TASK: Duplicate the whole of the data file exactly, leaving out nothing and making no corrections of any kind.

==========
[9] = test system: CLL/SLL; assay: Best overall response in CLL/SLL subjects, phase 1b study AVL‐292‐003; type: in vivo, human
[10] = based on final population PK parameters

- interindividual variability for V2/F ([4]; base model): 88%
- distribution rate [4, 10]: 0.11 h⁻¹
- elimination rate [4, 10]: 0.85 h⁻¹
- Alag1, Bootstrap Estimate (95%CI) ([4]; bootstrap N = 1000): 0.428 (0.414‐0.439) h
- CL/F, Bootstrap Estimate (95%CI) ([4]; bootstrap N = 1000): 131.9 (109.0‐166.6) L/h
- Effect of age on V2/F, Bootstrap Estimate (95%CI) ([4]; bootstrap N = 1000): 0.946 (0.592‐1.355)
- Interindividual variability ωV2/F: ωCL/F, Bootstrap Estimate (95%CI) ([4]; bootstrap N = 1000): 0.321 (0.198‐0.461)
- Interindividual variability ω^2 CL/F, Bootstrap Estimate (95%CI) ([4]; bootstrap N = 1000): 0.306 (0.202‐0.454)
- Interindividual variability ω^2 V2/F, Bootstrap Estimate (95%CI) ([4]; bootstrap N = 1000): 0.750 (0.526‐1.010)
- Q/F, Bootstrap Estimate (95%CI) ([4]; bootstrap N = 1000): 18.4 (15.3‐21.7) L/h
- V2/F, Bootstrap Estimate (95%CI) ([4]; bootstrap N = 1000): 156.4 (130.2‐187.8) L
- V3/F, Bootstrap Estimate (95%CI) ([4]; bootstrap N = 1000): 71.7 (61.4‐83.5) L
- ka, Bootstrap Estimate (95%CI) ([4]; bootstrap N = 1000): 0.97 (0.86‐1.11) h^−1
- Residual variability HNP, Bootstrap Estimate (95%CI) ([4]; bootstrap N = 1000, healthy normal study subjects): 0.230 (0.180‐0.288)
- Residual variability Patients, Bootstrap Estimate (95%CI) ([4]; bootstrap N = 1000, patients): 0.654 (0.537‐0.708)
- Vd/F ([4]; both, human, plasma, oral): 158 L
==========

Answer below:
[9] = test system: CLL/SLL; assay: Best overall response in CLL/SLL subjects, phase 1b study AVL‐292‐003; type: in vivo, human
[10] = based on final population PK parameters

- interindividual variability for V2/F ([4]; base model): 88%
- distribution rate [4, 10]: 0.11 h⁻¹
- elimination rate [4, 10]: 0.85 h⁻¹
- Alag1, Bootstrap Estimate (95%CI) ([4]; bootstrap N = 1000): 0.428 (0.414‐0.439) h
- CL/F, Bootstrap Estimate (95%CI) ([4]; bootstrap N = 1000): 131.9 (109.0‐166.6) L/h
- Effect of age on V2/F, Bootstrap Estimate (95%CI) ([4]; bootstrap N = 1000): 0.946 (0.592‐1.355)
- Interindividual variability ωV2/F: ωCL/F, Bootstrap Estimate (95%CI) ([4]; bootstrap N = 1000): 0.321 (0.198‐0.461)
- Interindividual variability ω^2 CL/F, Bootstrap Estimate (95%CI) ([4]; bootstrap N = 1000): 0.306 (0.202‐0.454)
- Interindividual variability ω^2 V2/F, Bootstrap Estimate (95%CI) ([4]; bootstrap N = 1000): 0.750 (0.526‐1.010)
- Q/F, Bootstrap Estimate (95%CI) ([4]; bootstrap N = 1000): 18.4 (15.3‐21.7) L/h
- V2/F, Bootstrap Estimate (95%CI) ([4]; bootstrap N = 1000): 156.4 (130.2‐187.8) L
- V3/F, Bootstrap Estimate (95%CI) ([4]; bootstrap N = 1000): 71.7 (61.4‐83.5) L
- ka, Bootstrap Estimate (95%CI) ([4]; bootstrap N = 1000): 0.97 (0.86‐1.11) h^−1
- Residual variability HNP, Bootstrap Estimate (95%CI) ([4]; bootstrap N = 1000, healthy normal study subjects): 0.230 (0.180‐0.288)
- Residual variability Patients, Bootstrap Estimate (95%CI) ([4]; bootstrap N = 1000, patients): 0.654 (0.537‐0.708)
- Vd/F ([4]; both, human, plasma, oral): 158 L